May 1999
s m u g
ear candy
by Ben Auburn

White Elephant

Try as we might, pop music just can't shake the sounds of the sixties. Sure, there's plenty of seventies and eighties-influenced music, it's the strategies, the aims, we can't shake, not the sounds. Outside of weirder electronica, when's the last time you heard an 808 used as anything but comic relief? [Send all "you're an idiot if you haven't heard this" comments to] But when it comes to the sixties' tight harmonies, chiming guitars, gutsy organ riffs, or Kinksy melodies, music makers just can't seem to get enough.

A loose collective of four-track savants based either out of Colorado or Athens, GA, depending on which magazine you choose as your source, the Elephant 6 Recording Company has been trying to reproduce the sixties-in-their-heads for four or five years now. Robert Schneider seems to be the ringleader, popping up on his own Apples in Stereo as well as records by compatriots Olivia Tremor Control and Neutral Milk Hotel; but the whole clan seems to be as loose as a seventies key party, with AiS, NMH, and OTC members guesting on albums by E6 second-stringers like Elf Power and Buelah. The three core bands cover a wide swath of sixties territory, with the Apples staking out the British Invasion, OTC on the heavy psychedelia and Smile-era Beach Boys tiny-hugeness, and NMH the drug-crazed ex-folkies, playing campfire songs for lunatics.

Of the three, Jeff Magnum's Neutral Milk Hotel has released the best, and the loosest, record: 1998's In An Aeroplane Under the Sea was preposterously good, crammed with weird, hummable melodies and fevered playing. The recent Olivia Tremor Control release, Black Foliage, is about as accessible as they'll probably get, minus the odd interlude here and there and the 10+ minute tape-loop opus -- imagine the Beach Boys . . . just imagine the Beach Boys, really, only they had the benefit of Lenny Kaye's Nuggets album and We're Only In It For The Money.

Still, of all the sixties nostalgists -- and there are plenty more, like Regia, helmed by an ex Remy Zero drummer and co-produced by Robert Schneider, or the aforementioned Buelah and Elf Power -- it's a reformed shoegazer who takes home the prize for getting the most out of those Perfect Pop sounds that only the crankiest among us don't crave.

Starting out life as My Bloody Valentine advocates, Kurt Heasley's Lilys threw a curve ball in the form of 1996's Better Can't Make Your Life Better, under forty minutes of undeniable sixties-esque pop, including "A Nanny in Manhattan," which gained the band some UK fame when it was used in a popular Levi's commercial. Better sounds as fresh as any record made in '96, which is all the more remarkable considering how much is sounds like a Small Faces record. Heasley has a knack for ingratiating melody and no respect for A-B-B-A, verse-chorus-verse song structures. Despite the fuzz-box guitar and Farfasia organ, the Lilys never sounded dated or like throwbacks -- it's as if they were building working rocket ships out of wood and spit.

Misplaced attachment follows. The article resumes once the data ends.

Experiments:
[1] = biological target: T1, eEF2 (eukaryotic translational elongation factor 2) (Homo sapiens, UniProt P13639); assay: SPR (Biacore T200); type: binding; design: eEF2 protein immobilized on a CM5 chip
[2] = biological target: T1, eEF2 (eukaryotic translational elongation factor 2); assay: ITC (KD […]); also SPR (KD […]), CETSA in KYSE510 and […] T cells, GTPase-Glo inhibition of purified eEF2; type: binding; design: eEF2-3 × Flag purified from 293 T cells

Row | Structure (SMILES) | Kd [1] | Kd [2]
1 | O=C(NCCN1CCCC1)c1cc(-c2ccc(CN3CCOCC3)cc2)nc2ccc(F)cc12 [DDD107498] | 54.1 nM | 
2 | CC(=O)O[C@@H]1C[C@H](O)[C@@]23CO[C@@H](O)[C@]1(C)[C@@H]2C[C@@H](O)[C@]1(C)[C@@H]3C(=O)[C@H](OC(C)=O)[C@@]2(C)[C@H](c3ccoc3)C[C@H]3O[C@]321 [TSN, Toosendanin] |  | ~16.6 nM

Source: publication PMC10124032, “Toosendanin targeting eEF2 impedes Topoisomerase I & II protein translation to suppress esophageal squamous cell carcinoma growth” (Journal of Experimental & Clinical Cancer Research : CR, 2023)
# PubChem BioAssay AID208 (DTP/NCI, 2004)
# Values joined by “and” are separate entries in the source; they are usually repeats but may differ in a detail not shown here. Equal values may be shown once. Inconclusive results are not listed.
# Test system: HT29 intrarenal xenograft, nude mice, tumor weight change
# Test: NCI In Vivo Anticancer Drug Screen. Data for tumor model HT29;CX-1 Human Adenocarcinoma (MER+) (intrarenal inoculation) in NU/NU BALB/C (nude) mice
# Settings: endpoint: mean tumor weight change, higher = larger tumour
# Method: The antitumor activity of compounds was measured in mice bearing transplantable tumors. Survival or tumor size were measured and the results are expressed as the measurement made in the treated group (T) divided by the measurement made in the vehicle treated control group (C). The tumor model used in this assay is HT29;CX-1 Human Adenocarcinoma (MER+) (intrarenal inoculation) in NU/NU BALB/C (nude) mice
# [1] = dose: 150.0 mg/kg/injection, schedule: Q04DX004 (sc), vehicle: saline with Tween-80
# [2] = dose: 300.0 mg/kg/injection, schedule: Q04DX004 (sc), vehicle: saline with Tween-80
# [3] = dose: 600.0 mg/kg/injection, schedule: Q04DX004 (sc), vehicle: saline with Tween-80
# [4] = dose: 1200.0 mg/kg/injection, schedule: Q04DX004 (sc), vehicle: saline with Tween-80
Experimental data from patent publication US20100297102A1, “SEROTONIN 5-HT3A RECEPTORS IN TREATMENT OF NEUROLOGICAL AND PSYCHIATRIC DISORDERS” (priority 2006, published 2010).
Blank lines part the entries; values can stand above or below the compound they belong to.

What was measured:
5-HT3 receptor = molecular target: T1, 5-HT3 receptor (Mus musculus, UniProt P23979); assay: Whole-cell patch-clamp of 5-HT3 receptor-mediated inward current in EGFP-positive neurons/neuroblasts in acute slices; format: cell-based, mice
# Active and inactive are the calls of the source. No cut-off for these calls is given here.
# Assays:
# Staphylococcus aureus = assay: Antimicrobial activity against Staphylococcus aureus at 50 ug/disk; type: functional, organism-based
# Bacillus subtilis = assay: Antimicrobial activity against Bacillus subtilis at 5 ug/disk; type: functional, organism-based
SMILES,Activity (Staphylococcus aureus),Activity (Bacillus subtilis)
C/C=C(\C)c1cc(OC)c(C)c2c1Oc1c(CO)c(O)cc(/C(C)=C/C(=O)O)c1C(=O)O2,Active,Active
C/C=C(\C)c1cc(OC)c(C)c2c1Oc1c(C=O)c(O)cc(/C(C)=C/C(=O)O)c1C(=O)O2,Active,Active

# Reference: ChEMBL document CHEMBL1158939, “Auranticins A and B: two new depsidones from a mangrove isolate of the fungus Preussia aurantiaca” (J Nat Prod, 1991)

Their new record, The 3-Way, is torn out of the same book, except it's even better. Heasley aims at a wider target and still manages to hit right in the middle -- there's the odd trace of bossanova and banjo here and there, and the songs -- which go from 1:30 to just over seven minutes -- are even less interested in following rules.

On paper, it sounds dreadful, like a project Beck abandoned long before making it into the studio, but Heasley's so crafty -- and so obstinate -- that every piece falls into place. The two epics, "Socs Hip" and "Leo Ryan (Our Pharaoh's Slave)," are each made up of what feels like an uncountable number of song fragments. They're songs constructed entirely out of bridges, moving from one transition to another and looping back and never losing that essential pop bounce. They're over, and they couldn't have been more than two and a half minutes -- either that or a whole, blissful record went by.

The remaining tracks, while just as unconcerned with standard structures, don't feel like they've been removed from their own larger settings. They're their own animals, not refugees from other, non-finished epics -- proof that Heasley's got a master plan, that he's not just a pop savant who doesn't really know what he's doing.

Look, no critic likes to gush(or wear cargo pants) -- it makes us feel weak (we're very fragile) -- but The 3-Way, like Built to Spill's Keep It Like a Secret, is one of those unclassifiable masterpieces, all the more remarkable because it's built with tools that have mostly been applied to disposable products. In thirty-six minutes it accomplishes more than the less inventive and more experimental Black Foliage does in twice the time. Hopelessly retro and impossibly forward-thinking, the Lilys are the true archeologist-artists of the sixties tradition, making Cornell boxes out of the detritus they find on their digs.

in the junk drawer:

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